(WWLP) – Electrical outlets are a necessity for most residents because electricity makes life easier, but it’s important to remember to keep safety in mind.
There are approximately 45,000 home electrical fires each year according to the U.S. Fire Administration.
Four out of five recent fires in Pittsfield were electrical-related. Pittsfield Fire Chief Thomas Sammons said, “Overloaded outlets spell danger, know the signs and when to unplug.”
Electrical fires are one of the leading causes of death for people over the age of 65.
Several days after three tenants died in a New Year’s morning fire in Holyoke in 2017, it was determined the cause of the carnage on North East street was electrical.
“We have a lot of very old buildings so we know having been required to be brought up to new code, they’re not required for the new code until they’re renovated, so we have a lot of services that are questionable.”-Holyoke Fire Captain Kevin Cavagnac
This New Year’s Eve an elderly New Bedford man died in a fire that was caused by an overloaded outlet.
Holyoke Fire Captain Kevin Cavagnac says never to plug heat-generating appliances directly into an outlet, into a power strip, or into an extension cord. Always be very observant while using electrical outlets.
“If they hear any sizzling or popping sound or if they smell any odor, that’s a sign there’s a shorting going on in the wall. Call the fire department immediately,” Cavagnac added.
Here are some tips on how to prevent your home from electrical fires:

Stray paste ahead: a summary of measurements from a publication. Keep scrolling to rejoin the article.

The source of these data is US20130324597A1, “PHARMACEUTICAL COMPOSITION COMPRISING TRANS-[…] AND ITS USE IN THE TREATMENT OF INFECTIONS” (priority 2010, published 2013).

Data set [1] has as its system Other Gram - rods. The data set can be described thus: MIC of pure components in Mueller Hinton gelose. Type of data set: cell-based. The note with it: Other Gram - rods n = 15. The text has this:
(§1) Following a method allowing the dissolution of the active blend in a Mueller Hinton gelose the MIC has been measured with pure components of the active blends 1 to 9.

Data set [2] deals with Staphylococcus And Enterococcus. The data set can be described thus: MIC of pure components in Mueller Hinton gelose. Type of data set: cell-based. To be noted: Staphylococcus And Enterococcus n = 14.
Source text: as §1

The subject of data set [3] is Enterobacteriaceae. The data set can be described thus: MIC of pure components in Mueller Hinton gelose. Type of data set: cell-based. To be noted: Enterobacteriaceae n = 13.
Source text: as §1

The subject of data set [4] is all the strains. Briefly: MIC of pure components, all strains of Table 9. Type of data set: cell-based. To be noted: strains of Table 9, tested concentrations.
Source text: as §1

- Do not overload outlets
- Plug heat-generating appliances directly into an outlet, not into a power strip or extension cord
- Do not put electrical cords underneath rugs or pinched behind furniture
- Charge laptops and phones only on hard surfaces not on beds or sofas
- Have a licensed electrician review your home’s electrical system every ten years
- Consider installing tamper-resistant outlets in homes with small children
- Never cover an exstenion cord with a carpet, they are for temporary purposes and never staple them to anything
- If you use it to cook or refrigerate or it if it heats or cools always plug it directly into the wall
- Never leave a space heater unattended
- Never use your stove as a heat source
- Make sure smoke and carbon monoxide detectors are working.
According to the Department of Fire Safety, in 2018, Massachusetts fire departments were called to 1,477 heating related fires that caused nine civilian injuries, 13 firefighter injuries, one death, and $10.1 million in property damage.
Space heaters fires are rare but often deadly. Space heaters should be plugged directly into the wall outlet. Do not use extension cords; most space heater fires are caused by extension cords. Space heaters need to be placed three feet away from things that can catch fire such as furniture, bedding, newspapers, drapes, and clothes.
The Massachusetts Department of Fire Services has published a brochure detailing winter home heating safety called keep warm keep safe which you can view below: